Mistrial Declared For Activist Who Gave Food And Water To Migrants
Scott Warren says he was acting on his religious beliefs when he provided food, water and shelter to two migrants in the Arizona desert.
A mistrial has been declared in the case of Scott Warren, who faced three felony charges for providing food, water and shelter to migrants crossing the Arizona desert. A federal court jury in Tucson was unable to reach a verdict on Tuesday.
Warren's case drew national attention, and he appealed to the court of public opinion, criticizing the government for prosecuting humanitarian workers and volunteers.
"The government's plan, in the midst of this humanitarian crisis: police to target undocumented people, refugees and their families. Prosecutions to criminalize humanitarian aid, kindness and solidarity."
Prosecutors declined to address reporters after the mistrial announcement Tuesday afternoon. The judge in the case gave them until July 2 to decide whether to seek a new trial.
The charges against Warren stemmed from this 2018 Border Patrol raid on a clinic operated by a humanitarian group called No More Deaths. Warren is a volunteer with that group.
If he'd been found guilty, he could have faced up to 20 years in federal prison.
Warren says he was acting on his religious beliefs when he gave two migrants food, water and shelter in a harsh desert where some who cross the border die of thirst. But prosecutors said the migrants didn't need help and that his providing aid amounted to a conspiracy to transport and harbor undocumented immigrants.
Gregory Kuykendall, Warren's attorney, says prosecutors should stand down.
"The government put on its best case with the full force of countless resources, and 12 jurors could not agree with that case. We remain devoted today in our commitment to defend Scott's lifelong devotion to providing humanitarian aid."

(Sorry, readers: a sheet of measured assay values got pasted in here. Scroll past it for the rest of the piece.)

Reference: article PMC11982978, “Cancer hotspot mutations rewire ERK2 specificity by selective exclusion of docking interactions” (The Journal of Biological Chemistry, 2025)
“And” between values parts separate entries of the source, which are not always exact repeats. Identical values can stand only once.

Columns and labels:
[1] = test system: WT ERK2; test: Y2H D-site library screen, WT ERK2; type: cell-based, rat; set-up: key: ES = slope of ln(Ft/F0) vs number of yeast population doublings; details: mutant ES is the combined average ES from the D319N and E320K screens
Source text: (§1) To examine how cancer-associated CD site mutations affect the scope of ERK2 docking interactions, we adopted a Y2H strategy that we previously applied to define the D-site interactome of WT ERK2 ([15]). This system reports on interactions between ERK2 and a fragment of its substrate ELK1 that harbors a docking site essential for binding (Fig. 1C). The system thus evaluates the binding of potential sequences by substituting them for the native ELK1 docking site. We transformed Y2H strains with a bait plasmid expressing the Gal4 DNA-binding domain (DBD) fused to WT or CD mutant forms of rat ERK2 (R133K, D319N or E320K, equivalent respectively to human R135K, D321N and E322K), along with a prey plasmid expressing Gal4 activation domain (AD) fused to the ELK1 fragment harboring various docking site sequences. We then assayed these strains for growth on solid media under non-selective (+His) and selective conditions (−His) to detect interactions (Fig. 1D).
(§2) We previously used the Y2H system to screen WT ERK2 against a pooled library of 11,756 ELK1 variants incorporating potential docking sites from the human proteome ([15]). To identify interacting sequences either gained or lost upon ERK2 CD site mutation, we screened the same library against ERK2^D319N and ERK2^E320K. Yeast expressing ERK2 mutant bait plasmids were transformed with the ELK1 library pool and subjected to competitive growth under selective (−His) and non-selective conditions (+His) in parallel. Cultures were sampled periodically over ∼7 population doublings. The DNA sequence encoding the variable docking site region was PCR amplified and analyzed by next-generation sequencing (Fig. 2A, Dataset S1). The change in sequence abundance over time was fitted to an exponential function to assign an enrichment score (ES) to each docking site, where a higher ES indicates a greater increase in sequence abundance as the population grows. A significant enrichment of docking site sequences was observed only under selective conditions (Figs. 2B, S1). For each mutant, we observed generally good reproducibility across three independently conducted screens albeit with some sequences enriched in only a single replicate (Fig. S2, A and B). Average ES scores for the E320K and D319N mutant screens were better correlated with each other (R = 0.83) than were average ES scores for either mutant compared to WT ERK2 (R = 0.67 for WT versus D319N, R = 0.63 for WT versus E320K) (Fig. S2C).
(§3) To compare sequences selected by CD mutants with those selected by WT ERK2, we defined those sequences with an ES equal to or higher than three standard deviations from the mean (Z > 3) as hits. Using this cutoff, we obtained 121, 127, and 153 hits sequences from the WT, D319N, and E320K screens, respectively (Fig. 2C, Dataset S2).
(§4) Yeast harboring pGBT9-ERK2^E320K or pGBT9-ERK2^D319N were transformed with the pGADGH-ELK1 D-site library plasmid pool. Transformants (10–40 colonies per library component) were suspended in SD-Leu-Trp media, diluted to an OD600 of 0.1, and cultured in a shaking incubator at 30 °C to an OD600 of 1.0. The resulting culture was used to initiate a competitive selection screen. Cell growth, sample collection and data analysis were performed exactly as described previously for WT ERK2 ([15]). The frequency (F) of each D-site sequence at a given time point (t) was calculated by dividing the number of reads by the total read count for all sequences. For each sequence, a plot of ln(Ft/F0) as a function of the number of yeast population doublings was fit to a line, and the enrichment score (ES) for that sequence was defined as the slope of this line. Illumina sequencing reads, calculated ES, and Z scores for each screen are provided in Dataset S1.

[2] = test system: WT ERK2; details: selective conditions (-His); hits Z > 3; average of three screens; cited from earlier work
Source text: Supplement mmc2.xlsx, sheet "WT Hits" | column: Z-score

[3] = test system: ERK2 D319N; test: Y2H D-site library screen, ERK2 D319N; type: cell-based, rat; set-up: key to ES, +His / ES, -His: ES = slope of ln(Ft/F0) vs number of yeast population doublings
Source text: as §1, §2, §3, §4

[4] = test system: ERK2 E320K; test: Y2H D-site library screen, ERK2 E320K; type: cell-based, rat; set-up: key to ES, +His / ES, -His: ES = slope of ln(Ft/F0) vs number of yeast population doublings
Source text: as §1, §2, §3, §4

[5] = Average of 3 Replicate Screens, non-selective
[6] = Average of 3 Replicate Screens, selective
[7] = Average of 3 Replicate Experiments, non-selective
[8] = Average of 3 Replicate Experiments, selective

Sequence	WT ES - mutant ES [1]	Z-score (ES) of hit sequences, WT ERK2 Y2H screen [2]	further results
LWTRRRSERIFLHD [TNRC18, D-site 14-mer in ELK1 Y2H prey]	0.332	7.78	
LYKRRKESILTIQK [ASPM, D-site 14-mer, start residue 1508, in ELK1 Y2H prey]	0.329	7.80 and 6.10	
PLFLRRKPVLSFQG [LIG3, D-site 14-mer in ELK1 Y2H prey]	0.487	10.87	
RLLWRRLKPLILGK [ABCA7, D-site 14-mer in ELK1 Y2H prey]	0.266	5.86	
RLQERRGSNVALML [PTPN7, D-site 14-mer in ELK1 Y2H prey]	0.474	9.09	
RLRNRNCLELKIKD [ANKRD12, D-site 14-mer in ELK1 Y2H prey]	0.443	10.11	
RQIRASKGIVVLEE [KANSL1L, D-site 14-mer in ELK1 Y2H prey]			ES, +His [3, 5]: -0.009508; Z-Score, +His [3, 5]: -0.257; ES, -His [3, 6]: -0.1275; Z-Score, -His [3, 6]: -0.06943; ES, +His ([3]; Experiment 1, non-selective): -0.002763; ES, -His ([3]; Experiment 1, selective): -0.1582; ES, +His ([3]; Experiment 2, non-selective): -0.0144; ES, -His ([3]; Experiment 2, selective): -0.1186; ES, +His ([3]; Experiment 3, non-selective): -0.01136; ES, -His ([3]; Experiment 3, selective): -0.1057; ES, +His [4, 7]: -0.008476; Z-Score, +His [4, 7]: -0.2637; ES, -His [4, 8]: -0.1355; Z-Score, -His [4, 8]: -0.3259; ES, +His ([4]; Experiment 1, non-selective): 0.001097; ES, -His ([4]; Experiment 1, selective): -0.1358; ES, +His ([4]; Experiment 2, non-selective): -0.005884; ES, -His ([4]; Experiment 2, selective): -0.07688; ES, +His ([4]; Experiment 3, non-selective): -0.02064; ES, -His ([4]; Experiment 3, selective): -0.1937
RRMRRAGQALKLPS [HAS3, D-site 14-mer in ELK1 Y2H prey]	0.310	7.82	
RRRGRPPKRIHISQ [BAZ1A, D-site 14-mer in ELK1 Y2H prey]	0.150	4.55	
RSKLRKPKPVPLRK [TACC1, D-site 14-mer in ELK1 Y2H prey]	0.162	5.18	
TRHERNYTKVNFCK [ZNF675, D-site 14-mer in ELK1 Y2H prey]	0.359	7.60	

Puerto Rico Is Still In An Energy Crisis
As Americans are frustrated with high electricity bills, other U.S. territories are seeing double the costs coupled with less accessibility to power.By Carlos Giusti / AP
Brittney Griner's Loved Ones Share In Relief Following Her Release
Emotions for Brittney Griner's friends, family and colleagues have been running high since the announcement of her release.By Patrick Semansky / AP
Philadelphia Police Identify 'Boy In The Box' Found Dead 65 Years Ago
Philadelphia police identified Joseph Augustus Zarelli as the homicide victim in its oldest cold case, dating back to 1957.By Matt Rourke / AP
There Are Still Detained Americans In Russia After Griner's Release
Anne Fogel’s brother Marc and another American Paul Whelan weren’t part of the exchange — a huge blow to their families.By Anne Fogel / Newsy
Another American, Marc Fogel, Is Detained In Russia Over Marijuana
Newsy's Maritsa Georgiou talks with the family of a Russian prisoner who they want designated as "wrongfully detained" by the Biden administration.By Anne Fogel
Vladimir Putin Says Ukraine Fight Is Taking Longer Than Expected
Russian President Vladimir Putin reiterated his claim that he had to send troops into Ukraine nine months ago.By Kremlin / AP